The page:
By Vanne Terrazola
Senator Richard Gordon on Thursday advised the Presidential Communications Operation Office (PCOO) to air all sides, including the government’s critics, in its television and radio programs.
At the deliberation of the Senate finance subcommittee G on the PCOO’s P1.7-billion proposed 2020 budget, Gordon, finance committee vice chairman, said the state communications office should not merely present pro-administration news and views in its broadcasting channels.
“I want to see the day when the government channel, that people can switch a channel, they want to listen to the government side, they want to listen to this — no, I’m not going to do that. I am switching to the government channel because here, Senator [Franklin] Drilon can be there, Sen. [Francis] Tolentino, or Sen. [Panfilo] Lacson, or anybody, they can discuss particular issues,” Gordon said before officials of the PCOO and its attached agencies, led by PCOO Secretary Martin Andanar.
Drilon, who is Senate minority leader, is a member of the opposition; while Lacson, despite supporting President Duterte, is also criticizing some of his policies. Tolentino, on the other hand, is a known administration ally.
Doing this, according to Gordon, would not only help increase the audience of government-owned broadcasting companies, but would also help spread and clarify President Duterte’s programs to the public.
“I think we’re doing the President disservice ‘pag nakabungad agad na (if are showing that), ‘This is for President Duterte’. Wala nang makikinig agad (No one will listen anymore). ‘Yong mga kalaban ni Duterte sasabihin, ‘Wag niyo nang panoorin ‘yan ( Critics of Duterte will say, ‘Don’t watch that’),” he said.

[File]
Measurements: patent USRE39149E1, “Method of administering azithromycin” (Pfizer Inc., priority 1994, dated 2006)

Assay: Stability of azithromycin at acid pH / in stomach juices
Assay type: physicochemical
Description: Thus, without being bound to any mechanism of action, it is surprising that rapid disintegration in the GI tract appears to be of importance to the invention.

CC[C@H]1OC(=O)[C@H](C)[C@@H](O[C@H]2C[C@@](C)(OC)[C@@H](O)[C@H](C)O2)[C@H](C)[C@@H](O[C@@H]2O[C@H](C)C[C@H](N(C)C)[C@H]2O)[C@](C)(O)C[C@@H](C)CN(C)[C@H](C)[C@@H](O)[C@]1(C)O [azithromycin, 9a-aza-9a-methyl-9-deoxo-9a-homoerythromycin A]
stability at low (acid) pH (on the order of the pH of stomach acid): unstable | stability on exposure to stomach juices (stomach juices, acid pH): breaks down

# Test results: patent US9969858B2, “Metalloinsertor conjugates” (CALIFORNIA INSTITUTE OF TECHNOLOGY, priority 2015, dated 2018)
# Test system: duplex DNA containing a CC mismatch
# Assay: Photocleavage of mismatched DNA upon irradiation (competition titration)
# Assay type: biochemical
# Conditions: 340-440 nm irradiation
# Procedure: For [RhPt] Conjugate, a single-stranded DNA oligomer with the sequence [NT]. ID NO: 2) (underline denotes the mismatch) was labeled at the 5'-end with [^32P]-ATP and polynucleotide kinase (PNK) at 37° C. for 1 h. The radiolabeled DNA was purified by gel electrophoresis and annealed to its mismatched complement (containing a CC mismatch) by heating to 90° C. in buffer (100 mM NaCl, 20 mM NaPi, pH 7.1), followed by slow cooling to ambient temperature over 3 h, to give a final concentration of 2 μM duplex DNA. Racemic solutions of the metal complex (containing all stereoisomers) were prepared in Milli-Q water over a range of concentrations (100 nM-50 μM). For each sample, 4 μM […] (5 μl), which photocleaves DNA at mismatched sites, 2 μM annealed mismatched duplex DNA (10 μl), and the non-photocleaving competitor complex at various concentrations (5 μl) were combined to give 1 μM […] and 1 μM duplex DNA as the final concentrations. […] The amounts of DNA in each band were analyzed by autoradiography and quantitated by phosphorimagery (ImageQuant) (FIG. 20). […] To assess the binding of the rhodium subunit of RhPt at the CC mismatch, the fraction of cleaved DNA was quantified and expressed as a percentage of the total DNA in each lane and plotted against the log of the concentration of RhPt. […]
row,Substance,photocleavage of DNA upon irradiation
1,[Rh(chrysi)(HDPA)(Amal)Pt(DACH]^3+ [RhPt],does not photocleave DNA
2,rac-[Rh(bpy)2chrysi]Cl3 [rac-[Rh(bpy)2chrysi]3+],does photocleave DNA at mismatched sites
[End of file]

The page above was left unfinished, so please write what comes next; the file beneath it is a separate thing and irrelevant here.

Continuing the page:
“Kung panay propaganda tayo, babalik na naman kayo next year, hihingi kayo ng pera (If we are all propaganda, you come back next year, ask for funds again). Why are we spending money if you are not effective?,” the senator asked PCOO executives.
Gordon, who, during the hearing, said he was “irritated” with the ratings of state-owned television channels, prodded the PCOO to also work on improving its programs, conducting more research, and hiring “better” anchors to make informed analysis on various issues.
“We are facing issues left and right, PCOO should give accurate answers to the public…You should welcome both sides and not be categorized as pro-admin only. We need our people to be well-informed,” he said in a tweet.
Andanar agreed with Gordon and said PCOO has already “fixed” its media platforms.
He reported that the performance of state-owned television and radio firms, as well as their social media presence, has improved over the last three years.
Gordon told reporters later that he finds the accomplishments of the PCOO “miniscule”.